Twig wakes up in the Afterlife, bewildered and desperately trying to remember what has happened to bring him here. Snatches of memory return over the course of the novel that help the reader piece together Twig’s history in “real” life.
A child abandoned to the streets; Twig has found succour amongst other lost souls. Guided by Flea, another homeless child, they live on the streets and make a kind of basic existence that is underpinned by longing and desire for better days and a more fulfilling life. Twig clings to hope and the chance of reuniting with his Da.
Twig’s real life is slowly revealed to have been lived in a post-capitalism style society which has descended into chaos, with an enormous divide between rich and poor, and with law and order corrupted by a localised underworld figure, the Hoblin. The connection between the Hoblin and Twig is a climactic reveal that sets the scene for a test of loyalty.
In the Afterlife Twig embarks upon a quest, guided by the skeleton raven Krruk and armed with an atlas, a set of bones and a key. Can he unlock all the Crossings to achieve his goal? Will he fade and lose all his memories before completing his quest? Will he find Da?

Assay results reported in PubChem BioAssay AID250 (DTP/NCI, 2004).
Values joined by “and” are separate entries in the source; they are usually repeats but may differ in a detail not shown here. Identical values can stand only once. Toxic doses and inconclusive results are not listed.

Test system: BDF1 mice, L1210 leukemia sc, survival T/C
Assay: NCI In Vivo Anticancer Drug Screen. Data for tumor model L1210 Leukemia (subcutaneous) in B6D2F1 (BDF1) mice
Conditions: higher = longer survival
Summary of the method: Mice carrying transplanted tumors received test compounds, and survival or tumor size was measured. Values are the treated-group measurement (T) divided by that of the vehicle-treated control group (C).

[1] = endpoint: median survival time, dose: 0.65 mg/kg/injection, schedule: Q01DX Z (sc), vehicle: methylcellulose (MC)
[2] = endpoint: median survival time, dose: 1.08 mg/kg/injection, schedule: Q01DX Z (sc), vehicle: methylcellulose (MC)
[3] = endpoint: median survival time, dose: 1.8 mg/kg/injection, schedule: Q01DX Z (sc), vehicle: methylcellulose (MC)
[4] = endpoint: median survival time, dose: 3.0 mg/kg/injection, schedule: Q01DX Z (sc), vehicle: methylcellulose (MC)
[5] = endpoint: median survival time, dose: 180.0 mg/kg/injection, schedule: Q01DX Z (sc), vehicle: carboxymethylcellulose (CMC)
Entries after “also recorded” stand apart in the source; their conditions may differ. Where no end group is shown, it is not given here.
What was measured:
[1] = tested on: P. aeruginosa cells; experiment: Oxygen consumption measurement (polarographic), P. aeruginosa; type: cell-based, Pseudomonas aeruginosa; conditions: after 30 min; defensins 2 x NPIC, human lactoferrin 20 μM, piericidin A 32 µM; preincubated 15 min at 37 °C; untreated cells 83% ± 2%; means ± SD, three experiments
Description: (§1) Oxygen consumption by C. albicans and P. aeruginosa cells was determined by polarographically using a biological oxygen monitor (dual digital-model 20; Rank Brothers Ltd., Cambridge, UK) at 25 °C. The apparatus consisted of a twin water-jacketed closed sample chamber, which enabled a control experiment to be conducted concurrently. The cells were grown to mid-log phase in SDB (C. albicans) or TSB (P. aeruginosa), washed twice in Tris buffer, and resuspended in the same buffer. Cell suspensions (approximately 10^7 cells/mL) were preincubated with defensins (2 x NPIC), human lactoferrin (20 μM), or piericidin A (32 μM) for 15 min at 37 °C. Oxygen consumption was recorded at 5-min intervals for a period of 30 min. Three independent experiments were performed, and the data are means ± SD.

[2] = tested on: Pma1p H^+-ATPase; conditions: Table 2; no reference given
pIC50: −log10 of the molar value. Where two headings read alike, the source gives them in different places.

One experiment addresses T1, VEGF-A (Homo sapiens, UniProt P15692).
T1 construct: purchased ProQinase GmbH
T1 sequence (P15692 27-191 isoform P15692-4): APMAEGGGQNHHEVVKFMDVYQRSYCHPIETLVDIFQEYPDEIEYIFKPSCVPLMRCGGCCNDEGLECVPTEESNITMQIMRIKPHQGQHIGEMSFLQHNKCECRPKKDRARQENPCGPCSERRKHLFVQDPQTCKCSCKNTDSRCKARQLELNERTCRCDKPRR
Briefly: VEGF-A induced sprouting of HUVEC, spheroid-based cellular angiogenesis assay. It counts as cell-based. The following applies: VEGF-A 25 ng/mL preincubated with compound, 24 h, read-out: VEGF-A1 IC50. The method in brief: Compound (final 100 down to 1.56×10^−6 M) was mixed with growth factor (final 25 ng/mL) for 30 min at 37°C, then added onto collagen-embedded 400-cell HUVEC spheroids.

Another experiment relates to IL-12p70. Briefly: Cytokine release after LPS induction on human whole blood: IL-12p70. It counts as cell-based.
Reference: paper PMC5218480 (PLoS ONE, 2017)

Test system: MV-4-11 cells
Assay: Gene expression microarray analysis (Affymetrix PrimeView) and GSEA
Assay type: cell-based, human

Learning to survive on the streets is almost as challenging as learning how to navigate the Afterlife, and the book flicks between these two worlds, past and present, as we come to understand, piece by piece, the story that brings Twig to such a desperate position.
Zana Fraillon’s previous novel, The Bone Sparrow, won the ABIA Book of the Year for Older Children and the Amnesty CILIP Honour. It was an intensely touching book about a young child who spends a lifetime in a detention centre. In this new book Zana once again tackles big issues: homelessness, post-capitalist society, corruption, law and order, gender identity, betrayal and loyalty.
This is not a fast-paced race-to-the-end kind of book. I found myself flicking back to previous chapters to verify my own comprehension. Assumptions I had made in the first reading were challenged in later chapters. Magical realism blends with superstition. Parallels exist between Twig’s two worlds and ours. Bewilderment challenges the brain to think differently.
Don’t let any of this put you off this book: I’m of the firm belief that young readers have much more “elastic” imaginations than adults! This book is rewarding and fulfilling, with scope for much reflection and discussion. Cute little Meeples provide comic relief and Krruk’s “wide-boy” intonations made me laugh out loud.
The mind-expanding tales and the form of the novel were challenging in all the right ways, making it an immensely intriguing, and ultimately satisfying, read. This is sophisticated reading for readers 12+